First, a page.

Naming an Executor means someone will be ready and able to handle your affairs and settle your estate after you pass away.
WHAT IS AN EXECUTOR?
Appoint someone you trust to handle administering your estate after you pass away.
Appointing an Executor is important for a number of reasons. Your Executor will have the legal authority to do everything needed to administer your estate after you pass away. This person is legally responsible for carrying out your wishes as provided in your Will or other Estate Planning documents.
If you fail to appoint an Executor, you’re leaving everything up to the courts. Dying intestate (without a Will or Trust) means state intestacy laws come into play and determine who gets what from your estate — instead of you having the ability to decide.
Be sure to name an Executor when creating your Will so you have the peace of mind that your estate and legacy will be honored how you intend.
Who should be an Executor?
Choosing an Executor can be difficult. The most important quality you want to look for is how responsible someone is. Keep in mind, if you don’t have someone in your life who you feel could adequately fulfill the duties necessary to be an effective Executor, you do have other options. Consider one of the following as your Executor:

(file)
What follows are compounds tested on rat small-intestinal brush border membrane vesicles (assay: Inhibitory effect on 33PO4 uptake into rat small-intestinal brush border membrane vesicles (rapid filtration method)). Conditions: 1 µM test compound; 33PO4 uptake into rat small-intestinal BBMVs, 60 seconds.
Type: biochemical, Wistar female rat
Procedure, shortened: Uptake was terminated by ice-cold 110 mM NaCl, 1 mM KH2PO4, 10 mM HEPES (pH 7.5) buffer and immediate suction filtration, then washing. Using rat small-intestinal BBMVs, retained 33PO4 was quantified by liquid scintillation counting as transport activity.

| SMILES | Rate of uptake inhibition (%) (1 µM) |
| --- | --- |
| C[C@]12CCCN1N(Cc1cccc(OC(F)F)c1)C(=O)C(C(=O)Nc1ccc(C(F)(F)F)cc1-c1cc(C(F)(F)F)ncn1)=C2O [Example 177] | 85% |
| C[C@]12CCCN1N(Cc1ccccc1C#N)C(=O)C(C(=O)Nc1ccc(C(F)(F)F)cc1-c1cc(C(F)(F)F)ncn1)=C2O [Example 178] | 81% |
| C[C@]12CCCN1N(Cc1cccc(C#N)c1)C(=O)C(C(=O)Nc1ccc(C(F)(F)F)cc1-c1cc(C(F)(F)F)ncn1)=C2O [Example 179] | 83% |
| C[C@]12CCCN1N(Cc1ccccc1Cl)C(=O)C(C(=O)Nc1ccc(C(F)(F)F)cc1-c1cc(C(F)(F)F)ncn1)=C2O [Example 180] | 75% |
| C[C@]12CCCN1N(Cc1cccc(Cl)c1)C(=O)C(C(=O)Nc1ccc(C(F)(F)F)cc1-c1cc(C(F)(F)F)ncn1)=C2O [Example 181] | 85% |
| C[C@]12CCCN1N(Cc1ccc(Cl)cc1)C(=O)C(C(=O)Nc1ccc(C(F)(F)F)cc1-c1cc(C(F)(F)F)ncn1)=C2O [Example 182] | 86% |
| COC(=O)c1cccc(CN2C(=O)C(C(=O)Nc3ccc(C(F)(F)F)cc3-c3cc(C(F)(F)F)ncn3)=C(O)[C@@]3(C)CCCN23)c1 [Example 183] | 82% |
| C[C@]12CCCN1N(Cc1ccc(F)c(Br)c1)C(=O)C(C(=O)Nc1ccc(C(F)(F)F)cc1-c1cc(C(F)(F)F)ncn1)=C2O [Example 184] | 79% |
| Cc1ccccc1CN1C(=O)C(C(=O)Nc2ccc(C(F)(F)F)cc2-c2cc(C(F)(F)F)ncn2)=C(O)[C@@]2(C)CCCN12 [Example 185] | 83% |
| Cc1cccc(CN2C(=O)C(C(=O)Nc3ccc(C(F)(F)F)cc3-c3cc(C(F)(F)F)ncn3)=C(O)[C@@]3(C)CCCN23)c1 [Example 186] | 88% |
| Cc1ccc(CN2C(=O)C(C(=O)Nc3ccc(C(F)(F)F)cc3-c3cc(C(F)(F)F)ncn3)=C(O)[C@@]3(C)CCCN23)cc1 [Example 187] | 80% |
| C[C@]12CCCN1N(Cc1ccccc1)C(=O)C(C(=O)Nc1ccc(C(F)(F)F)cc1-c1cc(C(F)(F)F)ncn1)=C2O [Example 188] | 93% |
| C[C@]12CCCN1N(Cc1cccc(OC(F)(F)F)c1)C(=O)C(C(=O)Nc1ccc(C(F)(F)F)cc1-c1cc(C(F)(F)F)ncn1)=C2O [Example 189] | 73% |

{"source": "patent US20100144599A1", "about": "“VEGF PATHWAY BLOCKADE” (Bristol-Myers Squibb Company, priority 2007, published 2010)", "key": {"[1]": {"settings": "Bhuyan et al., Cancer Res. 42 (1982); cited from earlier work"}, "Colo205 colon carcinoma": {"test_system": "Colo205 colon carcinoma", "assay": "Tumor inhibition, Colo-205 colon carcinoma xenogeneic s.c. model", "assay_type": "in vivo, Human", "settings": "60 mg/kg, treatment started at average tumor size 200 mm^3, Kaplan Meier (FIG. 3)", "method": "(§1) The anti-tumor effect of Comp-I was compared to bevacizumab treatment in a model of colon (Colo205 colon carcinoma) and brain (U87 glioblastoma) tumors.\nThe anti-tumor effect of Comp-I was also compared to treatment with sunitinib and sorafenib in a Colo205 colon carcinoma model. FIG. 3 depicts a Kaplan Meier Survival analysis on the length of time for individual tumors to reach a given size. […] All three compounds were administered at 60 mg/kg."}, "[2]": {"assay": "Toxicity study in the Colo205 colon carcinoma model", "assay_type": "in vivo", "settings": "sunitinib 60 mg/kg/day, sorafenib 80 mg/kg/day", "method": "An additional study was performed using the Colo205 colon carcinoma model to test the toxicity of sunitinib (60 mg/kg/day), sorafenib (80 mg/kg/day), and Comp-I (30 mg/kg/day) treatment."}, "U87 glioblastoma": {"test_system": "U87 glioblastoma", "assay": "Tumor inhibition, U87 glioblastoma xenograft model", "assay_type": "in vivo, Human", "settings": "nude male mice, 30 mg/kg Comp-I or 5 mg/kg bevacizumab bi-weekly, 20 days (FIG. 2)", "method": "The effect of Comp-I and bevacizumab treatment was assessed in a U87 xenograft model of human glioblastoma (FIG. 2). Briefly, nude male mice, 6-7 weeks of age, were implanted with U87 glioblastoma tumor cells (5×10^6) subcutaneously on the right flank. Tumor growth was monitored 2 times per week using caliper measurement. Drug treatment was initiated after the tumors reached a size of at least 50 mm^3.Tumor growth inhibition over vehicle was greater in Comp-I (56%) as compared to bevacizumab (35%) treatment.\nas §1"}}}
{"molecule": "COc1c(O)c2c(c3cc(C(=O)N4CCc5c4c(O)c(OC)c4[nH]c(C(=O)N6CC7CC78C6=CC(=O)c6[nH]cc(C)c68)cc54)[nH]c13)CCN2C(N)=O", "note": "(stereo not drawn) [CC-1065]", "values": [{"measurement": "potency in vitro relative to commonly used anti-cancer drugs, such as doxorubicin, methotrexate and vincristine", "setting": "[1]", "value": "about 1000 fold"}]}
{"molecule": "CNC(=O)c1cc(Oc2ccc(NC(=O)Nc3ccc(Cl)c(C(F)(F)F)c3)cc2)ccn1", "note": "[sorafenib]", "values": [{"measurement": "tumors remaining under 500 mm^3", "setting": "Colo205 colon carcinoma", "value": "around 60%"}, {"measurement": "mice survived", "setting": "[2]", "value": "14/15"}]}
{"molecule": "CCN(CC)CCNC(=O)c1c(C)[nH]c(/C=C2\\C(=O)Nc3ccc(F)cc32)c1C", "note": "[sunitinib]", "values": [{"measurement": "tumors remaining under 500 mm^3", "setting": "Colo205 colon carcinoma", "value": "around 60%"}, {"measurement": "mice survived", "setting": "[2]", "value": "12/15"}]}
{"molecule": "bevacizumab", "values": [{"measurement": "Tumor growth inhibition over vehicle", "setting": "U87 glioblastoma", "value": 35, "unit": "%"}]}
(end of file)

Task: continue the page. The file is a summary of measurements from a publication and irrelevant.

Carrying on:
For married couples, a spouse is often named Executor. Note that assets jointly owned will automatically pass to a surviving spouse anyway.
A Family Member
If you’re not married, choosing a close family member you trust is another option. This is also an option even if you’re married. There are no requirements that your spouse be your Executor.
A Trusted Friend or Confident
Selecting a close friend whom you trust is a viable option when it comes to choosing your Executor. Just make sure this person is in good health, is ideally the same age or younger than you and would be willing to take on the role.
Accountant, Bank, Attorney or Trust Company
If you truly don’t have someone, you can always name a trusted advisor as Executor. Just know that these options will cost your estate, leaving less in assets for your inheritors (although, any Executor, even a friend or family member, is generally entitled to compensation as well).
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